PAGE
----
Crisis – not a vocabulary word we truly want to understand, but one that can’t be escaped in life. Crisis is a word with a negative connotation. As I thought about this word today, It seemed to me to be a stand-alone word and I could not easily think of an adjective form of the noun. With an internet search, I did find the adjective crisic, meaning related to crisis, but was unable to find a single example of its usage in a sentence. I’ve never used crisic in a sentence either. Clearly, crisis is a noun in a category all by itself.
I have had quite a few crises (the plural form) in the last few years with losing beloved family members, changing jobs, and experiencing health issues. My road has been a bit rough, to say the least.
Lately, though things have evened out into a relatively peaceful path. My job has been going well, my students have been phenomenal, I’ve been creating the new website and finishing the book, everyone I love has been happy and whole…
Until last weekend, then another crisis boulder appeared on my personal road. My precious 17-year old kitty had an episode and had to spend the night in the animal hospital. Luckily, for now, he seems to be recovered though we still don’t know what caused the problems in the first place. He is back home and asleep on the bed where he belongs.
Nonetheless, he is an old man, and will not last forever; no one does. So soon, once again I will be facing a personal loss and crisis.
Most people have their own crisis of some kind or another. Moving to another country can cause many crises. Breaking up with significant others, quitting a job, even failing a class…
These are all crisis making moments. How can we overcome these times of difficulty?
I’ve found three helpful techniques for times of crisis.
1) Stick to your calendar routine as much as policy.
Consistency in times of difficulty can give one a sense of control over events even as other events spiral out of control.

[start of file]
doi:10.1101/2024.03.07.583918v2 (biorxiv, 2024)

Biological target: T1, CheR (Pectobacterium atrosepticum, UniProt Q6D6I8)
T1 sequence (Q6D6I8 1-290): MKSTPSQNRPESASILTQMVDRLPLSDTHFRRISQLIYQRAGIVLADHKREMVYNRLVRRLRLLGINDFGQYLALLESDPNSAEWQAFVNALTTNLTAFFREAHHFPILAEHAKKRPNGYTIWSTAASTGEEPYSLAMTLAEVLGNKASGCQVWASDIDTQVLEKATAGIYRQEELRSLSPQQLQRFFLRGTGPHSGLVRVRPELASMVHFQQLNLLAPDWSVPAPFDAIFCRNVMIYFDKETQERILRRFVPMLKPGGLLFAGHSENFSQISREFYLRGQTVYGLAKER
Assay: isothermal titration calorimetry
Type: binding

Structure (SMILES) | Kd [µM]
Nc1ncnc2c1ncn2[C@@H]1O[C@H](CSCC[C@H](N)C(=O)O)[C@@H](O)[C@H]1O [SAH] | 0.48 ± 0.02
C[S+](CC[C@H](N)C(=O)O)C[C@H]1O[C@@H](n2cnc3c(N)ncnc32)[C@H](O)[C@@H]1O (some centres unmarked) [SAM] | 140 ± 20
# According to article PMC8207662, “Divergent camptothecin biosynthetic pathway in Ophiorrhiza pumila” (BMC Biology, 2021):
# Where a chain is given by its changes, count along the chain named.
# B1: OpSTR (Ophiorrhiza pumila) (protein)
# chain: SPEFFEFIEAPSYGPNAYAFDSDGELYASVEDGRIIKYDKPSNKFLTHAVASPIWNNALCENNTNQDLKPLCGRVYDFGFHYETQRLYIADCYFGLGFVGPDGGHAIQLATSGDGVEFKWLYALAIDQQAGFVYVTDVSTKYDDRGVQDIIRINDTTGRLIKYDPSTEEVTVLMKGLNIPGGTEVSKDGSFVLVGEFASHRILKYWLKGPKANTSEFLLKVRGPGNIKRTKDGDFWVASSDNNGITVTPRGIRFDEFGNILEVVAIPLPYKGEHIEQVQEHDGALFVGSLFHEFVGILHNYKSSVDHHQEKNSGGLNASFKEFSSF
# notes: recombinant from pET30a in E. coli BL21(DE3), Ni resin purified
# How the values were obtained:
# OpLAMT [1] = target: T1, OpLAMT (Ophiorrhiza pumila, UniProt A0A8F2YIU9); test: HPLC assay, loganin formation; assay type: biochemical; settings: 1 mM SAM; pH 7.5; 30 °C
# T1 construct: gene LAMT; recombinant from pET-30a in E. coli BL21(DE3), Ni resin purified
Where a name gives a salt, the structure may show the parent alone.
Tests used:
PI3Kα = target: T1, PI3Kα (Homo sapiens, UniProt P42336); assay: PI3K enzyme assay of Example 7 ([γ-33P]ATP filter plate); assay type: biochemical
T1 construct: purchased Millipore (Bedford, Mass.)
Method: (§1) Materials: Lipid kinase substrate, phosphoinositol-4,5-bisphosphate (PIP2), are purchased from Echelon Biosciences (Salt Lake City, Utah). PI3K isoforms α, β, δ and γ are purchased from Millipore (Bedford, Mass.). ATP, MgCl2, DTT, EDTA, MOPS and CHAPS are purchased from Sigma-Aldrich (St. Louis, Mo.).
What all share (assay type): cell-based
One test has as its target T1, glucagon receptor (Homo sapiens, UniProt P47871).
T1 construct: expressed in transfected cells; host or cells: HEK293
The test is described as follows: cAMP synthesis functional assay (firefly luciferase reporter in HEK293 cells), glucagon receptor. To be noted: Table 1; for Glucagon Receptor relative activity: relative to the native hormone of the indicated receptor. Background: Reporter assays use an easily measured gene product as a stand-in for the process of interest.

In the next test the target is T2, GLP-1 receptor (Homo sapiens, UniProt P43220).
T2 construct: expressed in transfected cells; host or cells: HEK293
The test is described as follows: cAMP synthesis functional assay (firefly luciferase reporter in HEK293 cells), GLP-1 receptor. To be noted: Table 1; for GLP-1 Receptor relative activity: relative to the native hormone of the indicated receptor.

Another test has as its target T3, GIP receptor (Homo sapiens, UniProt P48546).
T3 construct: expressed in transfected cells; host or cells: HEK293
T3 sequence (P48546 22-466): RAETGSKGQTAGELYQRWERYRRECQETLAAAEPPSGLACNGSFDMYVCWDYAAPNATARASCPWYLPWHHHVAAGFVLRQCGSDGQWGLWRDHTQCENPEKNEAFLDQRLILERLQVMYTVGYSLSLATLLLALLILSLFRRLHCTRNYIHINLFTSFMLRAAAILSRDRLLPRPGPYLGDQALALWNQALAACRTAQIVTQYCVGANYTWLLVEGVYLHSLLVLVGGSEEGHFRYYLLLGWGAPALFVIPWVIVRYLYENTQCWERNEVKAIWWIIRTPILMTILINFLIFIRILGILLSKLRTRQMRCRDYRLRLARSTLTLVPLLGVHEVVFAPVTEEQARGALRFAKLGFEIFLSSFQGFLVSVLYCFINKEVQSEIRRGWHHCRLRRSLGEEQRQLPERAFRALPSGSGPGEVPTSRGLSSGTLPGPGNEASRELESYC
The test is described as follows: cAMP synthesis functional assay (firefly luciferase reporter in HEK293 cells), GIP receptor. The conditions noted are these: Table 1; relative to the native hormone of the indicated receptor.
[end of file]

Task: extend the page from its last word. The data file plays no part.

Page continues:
Despite my concerns for my kitty and sadness at possibly having to say good bye forever, I still got up and sat down to work on the computer. Now, I was not able to be creative and work on the new book liked I’d planned, but I did some web site building for my ESL 201 course, which was basically copying things from one calendar to another. It was soothing in its familiarity, and I had a sense of accomplishing something rather than just curling up in a ball to cry.
2) Speak kindly to others.
Other people may be in the same crisis as you; striking out in your stress, anger or grief can make a bad situation even worse.
On the way home from the animal hospital last night, Mr. C was upset as was I. He often copes by zoning out in front of the TV. When he asked me if I wanted to watch our Sunday night show, I almost snapped at him. I almost struck out for his caring more about “Sherlock” than Nyx. However, I took a deep breath and quietly said I would rather not watch TV right now, but needed some time alone. While neither one of us were happy, I didn’t worsen the situation, which is always a plus.
3) Take care of yourself.
This is often the hardest thing to do when stressed in crisis. However, it is essential for if you don’t take care of yourself, then the situation will only worsen.
I forced myself to go to bed that night even though I had no kitty next to my head purring his way to sleep. Sleep is an essential part of a healthy life. I made myself eat breakfast and lunch as I waited for the vet to call with Nyx’s results. Rather working to the point of exhaustion, I took breaks. I stretched. I sewed a few therapy pillows. I listed some favorite songs and read some of a favorite book. Basically, I took care of myself the best I could while waiting.
The road of life twists and turns through the good times and the bad. Life doesn’t stop while we are in crisis. Mr. C still had to go to work. Classes start as normal. Assignments are due. The world turns and turns. The road keeps going. Finding a way to successfully deal with personal crises is needed. I hope you find yours too!